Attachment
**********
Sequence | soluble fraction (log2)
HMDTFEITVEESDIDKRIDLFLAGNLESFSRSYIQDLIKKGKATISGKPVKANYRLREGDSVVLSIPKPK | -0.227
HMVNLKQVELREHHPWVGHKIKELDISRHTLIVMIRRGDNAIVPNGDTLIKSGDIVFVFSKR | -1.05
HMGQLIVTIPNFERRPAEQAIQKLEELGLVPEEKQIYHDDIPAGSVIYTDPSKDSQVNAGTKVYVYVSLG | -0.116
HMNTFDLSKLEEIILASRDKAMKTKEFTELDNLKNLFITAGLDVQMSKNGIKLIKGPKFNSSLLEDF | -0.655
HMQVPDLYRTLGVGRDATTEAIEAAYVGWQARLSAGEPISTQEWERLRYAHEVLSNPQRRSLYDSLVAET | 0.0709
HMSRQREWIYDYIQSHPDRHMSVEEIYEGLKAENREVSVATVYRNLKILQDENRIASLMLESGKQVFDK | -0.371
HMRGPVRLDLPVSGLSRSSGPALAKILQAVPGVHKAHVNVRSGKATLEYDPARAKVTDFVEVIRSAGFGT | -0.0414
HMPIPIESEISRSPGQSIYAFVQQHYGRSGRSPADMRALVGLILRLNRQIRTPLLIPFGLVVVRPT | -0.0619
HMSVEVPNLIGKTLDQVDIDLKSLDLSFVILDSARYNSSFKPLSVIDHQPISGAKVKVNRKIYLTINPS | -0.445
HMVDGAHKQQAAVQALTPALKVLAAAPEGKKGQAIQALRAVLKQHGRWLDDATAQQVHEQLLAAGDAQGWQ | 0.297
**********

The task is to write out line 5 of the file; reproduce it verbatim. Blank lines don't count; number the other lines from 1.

HMNTFDLSKLEEIILASRDKAMKTKEFTELDNLKNLFITAGLDVQMSKNGIKLIKGPKFNSSLLEDF | -0.655